let parsed = parseDataUri(req.body.data.attributes.values['CSV file']);
let productType = req.body.data.attributes.values['Type'];
csv.parse(parsed.data, { delimiter: ';' }, function (err, rows) {
if (err) {
res.status(400).send({
error: `Cannot import data: ${err.message}` });
} else {
return P
.each(rows, (row) => {
// Random price for the example purpose. In a real situation, the price
// should certainly be available in the CSV file.
let price = faker.commerce.price(5, 1000) * 100;
return models.products.create({
label: row[0],
price: price,
picture: row[1]
});
})
.then(() => {
res.send({ success: 'Data successfuly imported!' });
});
}
});
});
module.exports = router;

We handle this call in the routes/products.jsfile.

The CSV file passed into the body of the API call is serialized using a base64 encoding Data URI scheme.

To deserialize the base64 encoded CSV file, we use the NPM package parse-data-uri. We also use the csv parser NPM package to iterate over each line of the CSV file.

You can find a sample CSV file we use here to feed our products table on the Live demo Github repository.

You may find below the coding examples you need to make this Smart action work:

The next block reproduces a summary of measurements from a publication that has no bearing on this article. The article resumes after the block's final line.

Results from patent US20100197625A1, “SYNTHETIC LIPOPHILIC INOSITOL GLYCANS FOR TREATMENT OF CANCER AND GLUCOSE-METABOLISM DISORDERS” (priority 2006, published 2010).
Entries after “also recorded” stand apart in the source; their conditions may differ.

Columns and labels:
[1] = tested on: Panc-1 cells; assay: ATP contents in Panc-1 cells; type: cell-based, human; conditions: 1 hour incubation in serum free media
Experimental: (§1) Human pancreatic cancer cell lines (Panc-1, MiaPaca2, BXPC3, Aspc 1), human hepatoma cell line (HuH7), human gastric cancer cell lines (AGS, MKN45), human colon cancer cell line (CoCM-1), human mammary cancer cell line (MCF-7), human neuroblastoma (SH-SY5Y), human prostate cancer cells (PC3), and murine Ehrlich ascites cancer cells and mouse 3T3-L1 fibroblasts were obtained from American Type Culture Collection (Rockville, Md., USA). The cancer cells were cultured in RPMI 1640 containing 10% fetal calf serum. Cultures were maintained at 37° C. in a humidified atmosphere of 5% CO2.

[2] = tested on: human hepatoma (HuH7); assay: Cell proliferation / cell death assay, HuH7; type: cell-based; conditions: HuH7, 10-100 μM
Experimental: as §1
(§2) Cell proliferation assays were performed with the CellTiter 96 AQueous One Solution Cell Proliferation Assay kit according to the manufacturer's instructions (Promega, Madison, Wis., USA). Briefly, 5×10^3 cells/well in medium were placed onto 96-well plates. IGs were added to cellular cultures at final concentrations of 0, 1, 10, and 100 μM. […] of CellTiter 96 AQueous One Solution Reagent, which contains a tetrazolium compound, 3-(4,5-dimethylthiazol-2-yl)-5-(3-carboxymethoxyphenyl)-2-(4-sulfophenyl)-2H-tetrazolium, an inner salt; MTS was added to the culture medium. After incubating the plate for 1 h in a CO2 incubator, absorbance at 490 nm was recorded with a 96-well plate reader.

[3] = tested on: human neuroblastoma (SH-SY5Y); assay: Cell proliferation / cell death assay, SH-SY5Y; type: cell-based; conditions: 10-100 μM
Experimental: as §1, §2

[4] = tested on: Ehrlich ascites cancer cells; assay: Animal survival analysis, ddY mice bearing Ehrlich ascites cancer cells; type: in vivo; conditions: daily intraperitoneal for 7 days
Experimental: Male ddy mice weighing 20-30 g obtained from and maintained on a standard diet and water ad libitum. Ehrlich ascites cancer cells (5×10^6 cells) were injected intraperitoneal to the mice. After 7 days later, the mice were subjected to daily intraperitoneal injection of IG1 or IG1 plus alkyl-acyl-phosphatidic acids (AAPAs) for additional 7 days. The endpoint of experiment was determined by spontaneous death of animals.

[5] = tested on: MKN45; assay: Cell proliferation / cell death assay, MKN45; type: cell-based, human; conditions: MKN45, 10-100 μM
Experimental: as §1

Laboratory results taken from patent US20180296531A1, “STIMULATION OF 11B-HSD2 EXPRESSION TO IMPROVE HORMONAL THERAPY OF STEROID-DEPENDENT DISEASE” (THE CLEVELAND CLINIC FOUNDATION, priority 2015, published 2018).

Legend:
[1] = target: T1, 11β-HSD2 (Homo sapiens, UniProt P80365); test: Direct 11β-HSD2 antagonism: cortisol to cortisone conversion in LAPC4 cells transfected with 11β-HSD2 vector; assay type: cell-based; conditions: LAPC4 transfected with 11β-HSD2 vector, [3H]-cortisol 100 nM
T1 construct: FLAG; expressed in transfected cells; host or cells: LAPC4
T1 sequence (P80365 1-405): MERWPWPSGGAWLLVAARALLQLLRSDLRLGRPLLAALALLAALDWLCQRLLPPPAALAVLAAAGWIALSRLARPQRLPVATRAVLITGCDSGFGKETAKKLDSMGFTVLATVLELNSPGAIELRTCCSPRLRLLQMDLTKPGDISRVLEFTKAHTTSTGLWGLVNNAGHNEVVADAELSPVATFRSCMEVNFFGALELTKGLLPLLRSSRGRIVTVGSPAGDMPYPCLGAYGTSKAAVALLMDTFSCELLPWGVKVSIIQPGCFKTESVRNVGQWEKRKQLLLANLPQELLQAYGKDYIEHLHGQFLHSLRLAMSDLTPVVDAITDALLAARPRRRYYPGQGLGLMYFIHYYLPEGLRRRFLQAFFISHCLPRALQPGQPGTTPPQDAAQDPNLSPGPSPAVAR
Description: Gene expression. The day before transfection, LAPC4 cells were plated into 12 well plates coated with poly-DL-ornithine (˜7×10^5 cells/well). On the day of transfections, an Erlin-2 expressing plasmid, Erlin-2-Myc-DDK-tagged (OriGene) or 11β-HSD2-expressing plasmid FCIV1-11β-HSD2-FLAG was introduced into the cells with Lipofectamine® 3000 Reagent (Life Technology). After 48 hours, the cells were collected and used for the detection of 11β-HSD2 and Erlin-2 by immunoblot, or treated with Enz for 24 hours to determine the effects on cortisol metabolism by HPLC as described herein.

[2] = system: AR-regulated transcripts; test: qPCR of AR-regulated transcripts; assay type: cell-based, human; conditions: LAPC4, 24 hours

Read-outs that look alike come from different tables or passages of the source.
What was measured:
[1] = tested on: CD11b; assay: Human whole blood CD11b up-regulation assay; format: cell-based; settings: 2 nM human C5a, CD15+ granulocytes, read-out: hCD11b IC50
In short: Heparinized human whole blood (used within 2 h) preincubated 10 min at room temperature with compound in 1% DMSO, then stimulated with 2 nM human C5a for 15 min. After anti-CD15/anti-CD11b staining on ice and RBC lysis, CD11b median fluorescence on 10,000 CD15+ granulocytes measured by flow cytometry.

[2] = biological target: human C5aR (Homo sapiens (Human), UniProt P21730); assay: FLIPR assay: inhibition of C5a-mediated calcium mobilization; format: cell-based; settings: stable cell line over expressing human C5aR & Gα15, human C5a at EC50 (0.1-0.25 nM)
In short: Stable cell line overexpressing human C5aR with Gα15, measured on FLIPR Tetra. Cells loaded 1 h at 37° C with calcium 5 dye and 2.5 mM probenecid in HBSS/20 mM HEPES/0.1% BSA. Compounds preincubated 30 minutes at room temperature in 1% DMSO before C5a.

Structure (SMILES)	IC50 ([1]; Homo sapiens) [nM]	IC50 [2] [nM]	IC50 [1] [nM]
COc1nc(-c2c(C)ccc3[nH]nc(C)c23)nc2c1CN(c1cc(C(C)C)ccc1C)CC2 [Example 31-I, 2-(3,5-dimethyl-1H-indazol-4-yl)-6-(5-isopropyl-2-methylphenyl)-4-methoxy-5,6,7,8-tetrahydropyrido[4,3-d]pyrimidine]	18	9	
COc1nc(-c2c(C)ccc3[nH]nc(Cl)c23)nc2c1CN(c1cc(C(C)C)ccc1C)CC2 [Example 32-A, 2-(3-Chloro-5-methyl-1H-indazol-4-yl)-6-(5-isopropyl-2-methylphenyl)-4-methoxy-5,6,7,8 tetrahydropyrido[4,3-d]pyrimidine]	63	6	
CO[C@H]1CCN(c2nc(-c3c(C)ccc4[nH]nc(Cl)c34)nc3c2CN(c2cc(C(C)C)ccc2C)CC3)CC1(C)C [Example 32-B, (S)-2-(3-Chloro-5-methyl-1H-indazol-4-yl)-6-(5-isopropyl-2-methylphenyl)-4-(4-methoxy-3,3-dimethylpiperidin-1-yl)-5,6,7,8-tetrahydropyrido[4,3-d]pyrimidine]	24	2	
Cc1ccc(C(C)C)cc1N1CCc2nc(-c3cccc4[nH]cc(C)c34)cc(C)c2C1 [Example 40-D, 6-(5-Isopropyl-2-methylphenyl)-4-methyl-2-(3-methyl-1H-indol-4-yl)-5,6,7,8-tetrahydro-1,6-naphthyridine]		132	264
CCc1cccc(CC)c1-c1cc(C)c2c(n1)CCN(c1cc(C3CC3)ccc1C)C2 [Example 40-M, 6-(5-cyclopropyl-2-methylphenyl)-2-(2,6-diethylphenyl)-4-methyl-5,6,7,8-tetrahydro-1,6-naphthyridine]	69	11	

/forest/products.js
const Liana = require('forest-express-mongoose');
const models = require('../models');
Liana.collection('products', {
actions: [{
name: 'Import data',
endpoint: '/forest/products/actions/import-data',
type: 'global',
fields: [{
field: 'CSV file',
description: 'A semicolon separated values file stores tabular data (numbers and text) in plain text',
type: 'File',
isRequired: true
}, {
field: 'Type',
description: 'Specify the product type to import',
type: 'Enum',
enums: ['phone', 'dress', 'toy'],
isRequired: true
}]
}],
// ...
});
/routes/products.js
const P = require('bluebird');
const express = require('express');
const router = express.Router();
const Liana = require('forest-express-mongoose');
const faker = require('faker');
const parseDataUri = require('parse-data-uri');
const csv = require('csv');
const models = require('../models');
router.post('/products/actions/import-data', Liana.ensureAuthenticated,
(req, res) => {
let parsed = parseDataUri(req.body.data.attributes.values['CSV file']);
let productType = req.body.data.attributes.values['Type'];
csv.parse(parsed.data, { delimiter: ';' }, function (err, rows) {
if (err) {
res.status(400).send({
error: `Cannot import data: ${err.message}` });
} else {
return P
.each(rows, (row) => {
// Random price for the example purpose. In a real situation, the price
// should certainly be available in the CSV file.
let price = faker.commerce.price(5, 1000) * 100;
return models.products.create({
label: row[0],
price: price,
picture: row[1]
});
})
.then(() => {
res.send({ success: 'Data successfuly imported!' });
});
}
});
});
module.exports = router;

Uploading large files

For large file uploads, you should add an option in your Express Server in your app.js file:

app.use(bodyParser.urlencoded({ extended: true ,limit: '50mb' }));
app.use(bodyParser.json({ limit: '50mb' }));

If you're using rails, there is no native limitation, so no need to do anything.